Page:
Christy Marvin has a chance to become the winningest runner in Equinox Marathon history on Saturday — but to accomplish that feat she’ll have to overcome two of the women who broke her record last year.
Marvin, 42, of Palmer sat out in 2021 with a knee injury as Anna Dalton, Megan Youngren, Susie Rivard and Meg Inokuma all eclipsed Marvin’s previous mark of 3 hours, 15 minutes and 6 seconds.
Anchorage’s Dalton, after running an astounding time of 3:07:22, is not entered this year but Youngren of Soldotna and 42-year-old Inokuma of Palmer are.
The 59 th annual Equinox Marathon starts at 8 a.m. Saturday at the UAF Patty Center field followed by the 2nd Equinox Half Marathon at 10 a.m. As of Friday morning, there were 708 entrants — 361 in the marathon, 46 in the marathon hike and 301 in the half marathon.
Marvin has won the Equinox the previous six times she’s raced (2013-14, 2016-19). One more victory would separate her from fellow six-time champions Stan Justice, Bob Murphy and Matias Saari.
“It’s exciting,” Marvin said Wednesday about the prospect of a seventh win. “But I don’t get wrapped up around wins as much as I do a solid personal performance. … I’m always shooting to (run a personal record). That’s just sort of who I am.”
Marvin has already achieved a major milestone this season. Despite not running all winter to protect her knee, she broke Nancy Pease’s 32-year-old record at the 22-mile Crow Pass Crossing backcountry race on August 7, a mark she’d been chasing for a decade.
After Dalton ran 3:07 at the Equinox last year, Marvin was initially discouraged, thinking that time was beyond her abilities. However, she has since changed her tune.
“I decided to let these women’s amazing performances inspire you to see what you might be capable of yourself,” Marvin said.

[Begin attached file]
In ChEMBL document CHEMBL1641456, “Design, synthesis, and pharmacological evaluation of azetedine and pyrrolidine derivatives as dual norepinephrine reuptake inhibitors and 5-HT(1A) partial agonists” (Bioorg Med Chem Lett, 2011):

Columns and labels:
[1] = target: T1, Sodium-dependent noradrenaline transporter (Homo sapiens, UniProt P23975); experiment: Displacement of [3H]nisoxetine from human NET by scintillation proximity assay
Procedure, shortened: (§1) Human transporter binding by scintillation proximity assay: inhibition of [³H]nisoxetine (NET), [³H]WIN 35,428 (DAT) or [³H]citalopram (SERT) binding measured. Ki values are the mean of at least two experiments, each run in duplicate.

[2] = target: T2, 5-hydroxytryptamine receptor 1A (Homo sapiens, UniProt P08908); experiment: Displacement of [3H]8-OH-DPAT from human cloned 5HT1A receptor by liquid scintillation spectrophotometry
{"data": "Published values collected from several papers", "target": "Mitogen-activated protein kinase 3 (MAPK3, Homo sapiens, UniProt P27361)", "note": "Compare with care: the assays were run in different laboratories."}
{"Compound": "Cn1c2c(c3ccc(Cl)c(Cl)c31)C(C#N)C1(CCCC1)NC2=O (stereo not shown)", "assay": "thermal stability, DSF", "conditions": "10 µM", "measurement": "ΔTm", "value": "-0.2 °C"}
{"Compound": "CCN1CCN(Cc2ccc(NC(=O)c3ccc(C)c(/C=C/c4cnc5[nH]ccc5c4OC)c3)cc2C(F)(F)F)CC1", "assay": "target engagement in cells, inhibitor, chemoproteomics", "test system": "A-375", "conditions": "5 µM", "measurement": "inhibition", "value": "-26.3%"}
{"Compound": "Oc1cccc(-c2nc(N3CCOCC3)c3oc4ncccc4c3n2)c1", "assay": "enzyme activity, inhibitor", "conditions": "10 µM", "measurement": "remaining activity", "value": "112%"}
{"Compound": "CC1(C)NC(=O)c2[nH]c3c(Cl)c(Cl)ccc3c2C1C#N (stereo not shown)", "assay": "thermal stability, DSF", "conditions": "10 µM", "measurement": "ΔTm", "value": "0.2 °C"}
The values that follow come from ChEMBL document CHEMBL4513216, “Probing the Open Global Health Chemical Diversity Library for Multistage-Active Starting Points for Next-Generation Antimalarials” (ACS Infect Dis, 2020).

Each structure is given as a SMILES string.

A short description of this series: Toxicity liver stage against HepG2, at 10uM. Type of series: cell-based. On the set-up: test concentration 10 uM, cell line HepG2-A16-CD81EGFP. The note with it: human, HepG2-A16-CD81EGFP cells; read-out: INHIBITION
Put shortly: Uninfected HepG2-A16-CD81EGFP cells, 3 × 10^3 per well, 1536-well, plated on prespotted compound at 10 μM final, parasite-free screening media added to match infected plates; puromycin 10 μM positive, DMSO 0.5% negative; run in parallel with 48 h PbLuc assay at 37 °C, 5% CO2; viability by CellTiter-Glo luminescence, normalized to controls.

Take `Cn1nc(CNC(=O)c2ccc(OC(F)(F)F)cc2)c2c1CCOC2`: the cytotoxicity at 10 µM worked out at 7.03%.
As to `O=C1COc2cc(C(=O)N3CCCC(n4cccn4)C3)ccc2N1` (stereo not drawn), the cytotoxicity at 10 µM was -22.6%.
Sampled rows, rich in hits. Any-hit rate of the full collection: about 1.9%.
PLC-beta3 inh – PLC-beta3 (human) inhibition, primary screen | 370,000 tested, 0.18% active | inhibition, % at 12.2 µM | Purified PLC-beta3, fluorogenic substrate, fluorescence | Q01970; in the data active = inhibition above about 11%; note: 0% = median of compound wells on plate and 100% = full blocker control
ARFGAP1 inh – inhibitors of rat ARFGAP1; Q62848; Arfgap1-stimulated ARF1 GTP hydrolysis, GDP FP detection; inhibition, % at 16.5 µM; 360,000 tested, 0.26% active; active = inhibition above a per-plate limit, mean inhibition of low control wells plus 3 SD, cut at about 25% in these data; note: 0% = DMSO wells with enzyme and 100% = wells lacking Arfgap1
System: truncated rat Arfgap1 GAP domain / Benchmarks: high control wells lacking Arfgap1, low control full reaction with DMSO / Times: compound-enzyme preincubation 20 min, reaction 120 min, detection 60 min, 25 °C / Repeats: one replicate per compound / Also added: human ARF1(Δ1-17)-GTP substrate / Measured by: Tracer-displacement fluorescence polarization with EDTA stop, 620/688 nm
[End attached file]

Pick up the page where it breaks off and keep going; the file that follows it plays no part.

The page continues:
Marvin has altered her training plan from past Equinox build-ups because her knee issue does not allow running on pavement. Instead, she’s focused on building strength and endurance through mountain and trail running, has been cross training with skiing, roller skiing and biking, and is giving herself more recovery with at least one day off per week.
Marvin anticipates that she may fall behind Youngren and Inokuma on the climbing sections of the course but hopes to catch up or get ahead on the flat and downhill portions.
The historic route includes about 3,500 vertical feet of climbing and can be roughly divided into thirds: the opening nine miles are mostly relatively flat trails; the middle eight miles include the climb of Ester Dome and the grueling out-and-back section; and the final nine miles feature the descent of Ester Dome and several miles of paved and dirt roads back to the Patty Center field.
The difficulty of the course means most runners finish 15-30 minutes slower at the Equinox than on a flat, paved course.
In 2021, Youngren — who like Dalton competed at the 2020 U.S. Olympic Marathon Trials — went out quickly and led the first half of the women’s race until Dalton reeled her in and broke away on the 18th mile coming off the steep drop of Ester Dome.